Called The Twilight Zone of our age, Black Mirror is a television series that explores the possibilities of technology – more importantly, what can happen when that technology takes on a sinister element. I believe that the show, albeit very dark and depressing, is an important watch, as it delves into the deep recesses that increased AI and social media prowess have uncovered within ourselves as a species. Inventions and innovations make our lives easier – or have they? And if so, at what cost?
In this post, I lay out a brief synopsis of each and attempt to rank them. Due to each episode’s stand-alone qualities, I found it impossible to individually rank each episode, from 1 to 19. Instead, I put them in four separate categories: Fantastic, Great, Really Good, and Good. Virtually all of the episodes are extremely well-done – writing, acting, cinematography, and so on. However, in certain regards, particular episodes pack more of an emotional punch, or more of a disturbing mindfuck, thus sticking with you for a longer period than others. That is mostly what I based my ratings on: how impactful and thought-provoking the episodes are.
Along with the rankings, I will describe the technology that the episode features along with the respective human need that that technology is used to fulfill (and, in most of the cases, it is that exact need that brings about the downfall of the main character(s) ).
Starting with the best, here are my ratings of the Black Mirror episodes, through season 4.
-Warning: while I try not to reveal too much, there are definitely some spoilers here!
This is the best of the best, and while it might be cliche to have this as my favorite episode, I really haven’t a choice, it is that good. The most lauded episode to date (Emmy award-winning), San Junipero is an extremely heart-felt love story that raises a lot of questions regarding the possibility of a heaven (real or simulated), and if choosing to live there when our time is out is the right choice.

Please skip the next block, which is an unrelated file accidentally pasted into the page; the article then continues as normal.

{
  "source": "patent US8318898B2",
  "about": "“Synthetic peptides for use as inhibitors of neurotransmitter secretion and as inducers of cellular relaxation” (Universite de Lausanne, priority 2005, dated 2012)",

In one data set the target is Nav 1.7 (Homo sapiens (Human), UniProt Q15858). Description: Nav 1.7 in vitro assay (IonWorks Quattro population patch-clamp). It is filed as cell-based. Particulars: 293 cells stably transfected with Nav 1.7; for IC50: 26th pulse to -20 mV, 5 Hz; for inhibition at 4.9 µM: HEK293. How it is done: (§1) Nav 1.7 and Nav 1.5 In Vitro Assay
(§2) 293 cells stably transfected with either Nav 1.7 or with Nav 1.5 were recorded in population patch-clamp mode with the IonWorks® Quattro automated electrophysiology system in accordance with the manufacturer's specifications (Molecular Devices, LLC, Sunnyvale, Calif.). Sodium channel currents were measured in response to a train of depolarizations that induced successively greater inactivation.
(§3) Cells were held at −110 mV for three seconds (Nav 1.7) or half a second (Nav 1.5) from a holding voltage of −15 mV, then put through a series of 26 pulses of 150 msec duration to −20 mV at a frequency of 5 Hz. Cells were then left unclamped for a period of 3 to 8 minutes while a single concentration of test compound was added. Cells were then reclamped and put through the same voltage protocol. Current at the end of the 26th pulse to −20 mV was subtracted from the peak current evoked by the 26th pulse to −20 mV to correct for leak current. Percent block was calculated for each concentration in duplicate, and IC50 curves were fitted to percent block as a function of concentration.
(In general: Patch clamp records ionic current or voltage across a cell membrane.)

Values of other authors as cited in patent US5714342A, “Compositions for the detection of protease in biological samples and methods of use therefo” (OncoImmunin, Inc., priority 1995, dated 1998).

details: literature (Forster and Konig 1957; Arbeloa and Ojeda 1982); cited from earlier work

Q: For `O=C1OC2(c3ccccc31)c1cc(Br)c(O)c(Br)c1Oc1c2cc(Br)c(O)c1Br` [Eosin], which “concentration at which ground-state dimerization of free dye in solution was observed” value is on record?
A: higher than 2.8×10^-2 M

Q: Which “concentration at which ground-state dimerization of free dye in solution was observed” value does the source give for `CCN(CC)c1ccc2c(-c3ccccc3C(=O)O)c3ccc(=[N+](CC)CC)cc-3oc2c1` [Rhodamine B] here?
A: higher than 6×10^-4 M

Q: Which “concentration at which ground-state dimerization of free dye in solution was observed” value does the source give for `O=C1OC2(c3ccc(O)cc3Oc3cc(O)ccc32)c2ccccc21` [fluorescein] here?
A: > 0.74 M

The tech: a program that allows individuals to live in an alternate reality
The need: to relive our glory days; to cope with the finality of death
The Entire History of You
If you have ever obsessed over a failed opportunity, or a time when you said something stupid or horrible, or even…your significant other’s fidelity, this episode will definitely hit a nerve. Do we want to be able to replay all the moments of our lives?
The tech: small “grains” that are implanted in people’s heads that record everything they see, and makes it available to replay (on tv screens, in our heads, etc.)
The need: to replay all our memories
This episode will probably leave you going, “I’m not sure how I feel about this…” One of the best twists in the series, it concerns multiple cultural plagues including the bystander effect, apathy, and the need to film everything. But, it doesn’t stop there.
The tech: Memory-wiper, “Justice Parks”
The need: to film; to punish criminals via their own methods
Imagine if Captain Kirk or Jean Luc-Picard were evil dicks, and you were on their crew. What a horrible premise, right? Now, imagine that you had no choice but to play along with their “conquests”, day after day, while they threatened and berated you. This episode is “bullied nerd turns horrible video-game despot”. Star Trek and Breaking Bad fans will definitely appreciate.
The tech: digital copies of people are generated, then uploaded to a video-game
The need: the male authority’s grasp for control, even in an alternate reality
One of the things that makes this series to scary is the fact that a lot of the technology that it chronicles is actually feasible; this episode excels in this field. Bryce Dallas Howard is amazing as Lacie, a girl who is desperate to make her rating go up, and…let’s face it: we would all be hard-pressed to find someone we know that is NOT consumed by some degree with regards to their social media presence.
The tech: Smartphones allow you to rate everything, from photos to personal interactions. Similar to Yelp – but for people.
The need: addiction to “Likes”
Christmas, Black Mirror edition. The episode contains three interlocking stories that center around Matt and Joe, two men stationed at an outpost. They begin telling stories of why and how they ended up at the outpost…and things get really bizarre and horrible from there.
The tech: digital copies of people’s consciousness, aka “cookies”; Smart houses; the ability to “block” someone
The need: personal assistants
The National Anthem
It’s the one where a member of the royal family is kidnapped, and will be killed unless the Prime Minister has sex with a pig. If you can get past that synopsis, the episode is excellent. Eye-opening and mind-opening, it’s a sobering comment on our capacity to turn our attention to the vile, just so long as it is entertaining.